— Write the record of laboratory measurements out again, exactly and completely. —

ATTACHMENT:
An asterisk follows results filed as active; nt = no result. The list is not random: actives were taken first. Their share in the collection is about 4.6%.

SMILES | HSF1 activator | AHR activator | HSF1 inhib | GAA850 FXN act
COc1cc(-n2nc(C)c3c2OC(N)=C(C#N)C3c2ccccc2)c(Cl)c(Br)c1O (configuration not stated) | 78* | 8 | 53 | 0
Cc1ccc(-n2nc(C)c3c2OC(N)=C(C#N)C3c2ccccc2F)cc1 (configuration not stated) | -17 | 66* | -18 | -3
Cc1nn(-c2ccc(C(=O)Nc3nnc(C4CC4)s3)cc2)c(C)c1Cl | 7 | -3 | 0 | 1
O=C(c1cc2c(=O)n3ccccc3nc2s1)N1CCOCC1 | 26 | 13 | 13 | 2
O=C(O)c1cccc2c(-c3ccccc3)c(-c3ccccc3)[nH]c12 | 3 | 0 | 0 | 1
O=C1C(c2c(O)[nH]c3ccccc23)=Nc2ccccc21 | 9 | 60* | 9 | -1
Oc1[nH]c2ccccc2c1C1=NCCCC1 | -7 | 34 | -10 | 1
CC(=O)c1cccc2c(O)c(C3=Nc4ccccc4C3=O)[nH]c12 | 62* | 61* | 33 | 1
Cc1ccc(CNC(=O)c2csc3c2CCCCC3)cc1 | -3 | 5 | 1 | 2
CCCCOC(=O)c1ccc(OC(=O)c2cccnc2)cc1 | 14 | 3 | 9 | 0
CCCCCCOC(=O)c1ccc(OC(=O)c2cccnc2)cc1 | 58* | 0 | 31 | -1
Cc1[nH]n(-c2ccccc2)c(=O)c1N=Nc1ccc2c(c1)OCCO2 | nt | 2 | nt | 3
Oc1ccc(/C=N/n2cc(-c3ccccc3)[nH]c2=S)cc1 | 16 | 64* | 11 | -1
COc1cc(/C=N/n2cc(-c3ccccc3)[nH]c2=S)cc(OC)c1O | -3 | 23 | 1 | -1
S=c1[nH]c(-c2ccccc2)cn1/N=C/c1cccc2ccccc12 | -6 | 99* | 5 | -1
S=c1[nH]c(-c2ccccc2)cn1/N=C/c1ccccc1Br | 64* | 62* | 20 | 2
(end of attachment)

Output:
An asterisk follows results filed as active; nt = no result. The list is not random: actives were taken first. Their share in the collection is about 4.6%.

SMILES | HSF1 activator | AHR activator | HSF1 inhib | GAA850 FXN act
COc1cc(-n2nc(C)c3c2OC(N)=C(C#N)C3c2ccccc2)c(Cl)c(Br)c1O (configuration not stated) | 78* | 8 | 53 | 0
Cc1ccc(-n2nc(C)c3c2OC(N)=C(C#N)C3c2ccccc2F)cc1 (configuration not stated) | -17 | 66* | -18 | -3
Cc1nn(-c2ccc(C(=O)Nc3nnc(C4CC4)s3)cc2)c(C)c1Cl | 7 | -3 | 0 | 1
O=C(c1cc2c(=O)n3ccccc3nc2s1)N1CCOCC1 | 26 | 13 | 13 | 2
O=C(O)c1cccc2c(-c3ccccc3)c(-c3ccccc3)[nH]c12 | 3 | 0 | 0 | 1
O=C1C(c2c(O)[nH]c3ccccc23)=Nc2ccccc21 | 9 | 60* | 9 | -1
Oc1[nH]c2ccccc2c1C1=NCCCC1 | -7 | 34 | -10 | 1
CC(=O)c1cccc2c(O)c(C3=Nc4ccccc4C3=O)[nH]c12 | 62* | 61* | 33 | 1
Cc1ccc(CNC(=O)c2csc3c2CCCCC3)cc1 | -3 | 5 | 1 | 2
CCCCOC(=O)c1ccc(OC(=O)c2cccnc2)cc1 | 14 | 3 | 9 | 0
CCCCCCOC(=O)c1ccc(OC(=O)c2cccnc2)cc1 | 58* | 0 | 31 | -1
Cc1[nH]n(-c2ccccc2)c(=O)c1N=Nc1ccc2c(c1)OCCO2 | nt | 2 | nt | 3
Oc1ccc(/C=N/n2cc(-c3ccccc3)[nH]c2=S)cc1 | 16 | 64* | 11 | -1
COc1cc(/C=N/n2cc(-c3ccccc3)[nH]c2=S)cc(OC)c1O | -3 | 23 | 1 | -1
S=c1[nH]c(-c2ccccc2)cn1/N=C/c1cccc2ccccc12 | -6 | 99* | 5 | -1
S=c1[nH]c(-c2ccccc2)cn1/N=C/c1ccccc1Br | 64* | 62* | 20 | 2